The “subordinated liabilities,” as I understand the complex breakdown (for which I have been unable to find any clear definitions) appears to include bondholders who took a second position to the “preferred liabilities” in getting their money back and third-party investors in the bank. It also appears to include the partners in the bank. If so, then this is exactly how bank failures should happen. The investors are slated to lose 100% of their money first, allowing for the smaller loss by the bond holders.

It is the investors who elect the board that governs the bank and who fill the board positions and who make the decisions of who will be CEO; so, of course, they should lose all of their money before anyone else does. Creditors (bond holders) should be next, as they are often large institutions like PIMCO that have more than enough capacity to investigate risk before investing. Depositors should always be last, as most of them have no capacity whatsoever to investigate the real risk of banks and nowhere near enough money to put into a bank to make it worth a real investigation of risk. They are acting in trust … and particularly in trust that government regulators are doing their job.

Too bad the United States doesn’t operate this way!

What kind of spinoff can the settlement of Heta have to other institutions? Well, last month, the Association of German Banks had to bail out a small bank called Duesseldorfer Hypothekenbank AG because its hit as a creditor of Heta would have killed it. Though Duesseldorfer is a small bank, it was apparently deemed too big to fail because, once again, government bailouts went to the rescue.

Given that such an agreement happened on Sunday afternoon, and that central banks and regulatory bodies usually talk with other national bodies that may be affected, I have to wonder if the thought of how Europe might react on Monday had anything to do with Monday’s sudden meetings of the Fed.

 

Italian banks on final crash-landing approach

 

As if all that were not bad enough for the start of a week in banking news, Italy’s minister of finance called an emergency meeting over the past weekend of Italian bankers to engage “last resort” measures for dealing with 360-billion euros of bad loans in banks that have only 50 billion in capital.

 

Finance minister Pier Carlo Padoan has called a meeting in Rome on Monday with executives from Italy’s largest financial institutions to agree final details of a “last resort” bailout plan.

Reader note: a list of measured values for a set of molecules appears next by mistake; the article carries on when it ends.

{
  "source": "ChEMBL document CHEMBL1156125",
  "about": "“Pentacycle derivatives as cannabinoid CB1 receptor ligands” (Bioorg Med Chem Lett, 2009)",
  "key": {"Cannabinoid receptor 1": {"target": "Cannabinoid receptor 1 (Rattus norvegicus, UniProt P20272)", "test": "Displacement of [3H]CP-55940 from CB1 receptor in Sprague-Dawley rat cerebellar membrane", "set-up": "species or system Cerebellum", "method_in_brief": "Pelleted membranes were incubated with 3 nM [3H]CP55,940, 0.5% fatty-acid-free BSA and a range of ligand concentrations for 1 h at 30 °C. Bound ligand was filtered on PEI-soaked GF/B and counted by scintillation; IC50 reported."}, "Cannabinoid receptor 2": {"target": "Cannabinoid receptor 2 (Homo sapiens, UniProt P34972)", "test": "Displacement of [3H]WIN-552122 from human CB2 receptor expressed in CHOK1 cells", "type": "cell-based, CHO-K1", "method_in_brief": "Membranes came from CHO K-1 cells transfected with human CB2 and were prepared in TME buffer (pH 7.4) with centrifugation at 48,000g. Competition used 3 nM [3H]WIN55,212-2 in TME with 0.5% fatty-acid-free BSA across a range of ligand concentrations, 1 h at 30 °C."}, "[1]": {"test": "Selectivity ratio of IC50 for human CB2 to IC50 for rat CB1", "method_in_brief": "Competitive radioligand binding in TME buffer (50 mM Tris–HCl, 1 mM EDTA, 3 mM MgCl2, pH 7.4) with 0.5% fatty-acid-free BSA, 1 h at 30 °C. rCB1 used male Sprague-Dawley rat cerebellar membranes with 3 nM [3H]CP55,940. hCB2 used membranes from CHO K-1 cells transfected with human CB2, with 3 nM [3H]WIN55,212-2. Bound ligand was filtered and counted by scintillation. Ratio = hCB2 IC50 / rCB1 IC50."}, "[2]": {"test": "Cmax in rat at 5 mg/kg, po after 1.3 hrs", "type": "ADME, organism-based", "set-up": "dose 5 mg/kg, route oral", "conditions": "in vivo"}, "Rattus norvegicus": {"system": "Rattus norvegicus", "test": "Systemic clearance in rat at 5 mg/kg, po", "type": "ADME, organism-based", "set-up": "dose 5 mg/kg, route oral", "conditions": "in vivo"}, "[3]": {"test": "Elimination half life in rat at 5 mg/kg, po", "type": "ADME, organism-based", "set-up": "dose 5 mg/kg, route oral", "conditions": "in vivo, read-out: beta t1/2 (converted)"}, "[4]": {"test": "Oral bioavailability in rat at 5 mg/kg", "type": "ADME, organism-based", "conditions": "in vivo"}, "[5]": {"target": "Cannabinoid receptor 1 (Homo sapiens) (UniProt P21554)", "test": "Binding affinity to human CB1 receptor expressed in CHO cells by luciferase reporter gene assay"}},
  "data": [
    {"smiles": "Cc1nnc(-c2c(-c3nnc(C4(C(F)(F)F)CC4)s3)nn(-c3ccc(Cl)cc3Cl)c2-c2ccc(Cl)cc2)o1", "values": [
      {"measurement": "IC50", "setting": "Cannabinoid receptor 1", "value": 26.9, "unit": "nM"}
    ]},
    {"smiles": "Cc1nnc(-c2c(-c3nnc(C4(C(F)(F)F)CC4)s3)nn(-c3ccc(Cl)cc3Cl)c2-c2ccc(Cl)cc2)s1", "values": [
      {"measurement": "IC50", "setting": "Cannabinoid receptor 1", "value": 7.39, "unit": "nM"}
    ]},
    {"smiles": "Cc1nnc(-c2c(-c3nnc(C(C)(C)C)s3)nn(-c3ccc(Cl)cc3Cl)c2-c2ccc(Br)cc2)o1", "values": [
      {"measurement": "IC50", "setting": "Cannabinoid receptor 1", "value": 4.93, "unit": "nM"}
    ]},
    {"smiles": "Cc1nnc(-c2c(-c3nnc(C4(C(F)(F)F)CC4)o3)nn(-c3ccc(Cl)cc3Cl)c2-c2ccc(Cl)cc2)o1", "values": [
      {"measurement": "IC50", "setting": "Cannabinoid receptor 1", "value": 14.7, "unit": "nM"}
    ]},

Yet on the eve of that gathering, concerns remain as to whether the plan will be sufficient to ringfence the weakest of Italy’s large banks….

 

Italian bank shares have lost almost half their value so far this year amid investor worries over a €360bn pile of non-performing loans — equivalent to about a fifth of GDP. (Contra Corner)

 

Could that have had anything to do with the flurry of bank meetings in the US. I have no idea, but I do have to wonder, with so much smoke everywhere in the banking industry, is there a fire we need to know about? You can be sure, we’ll be the last to know, and any announcement of what’s really going down will hit like Bear Sterns or Lehman Brothers. One day, all the central bankers are talking like things are fine. The next day a major vertebrae is knocked out of the nation’s financial spine.

Or maybe presidents and central bankers are just making sure things generally hold together through the election cycle. Such a bad-news week for banks around the world certainly doesn’t sound like all is well as our smiling central bankers, president and V.P, say it is. I don’t know any top secrets to reveal, but the smoke is killing me.

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Finance Professor Invests In Jim Cramer’s “Buy Right Now” Portfolio, Loses Money On 67% Of Stock Picks

On April 6, 2015 just as the market was topping out, Jim Cramer wrote a column laying out what he called were “49 Stocks to Buy Right Now” which he qualified as “stocks that are clearly marked as winners no matter what, because they are domestic and because they do well precisely in this kind of environment.”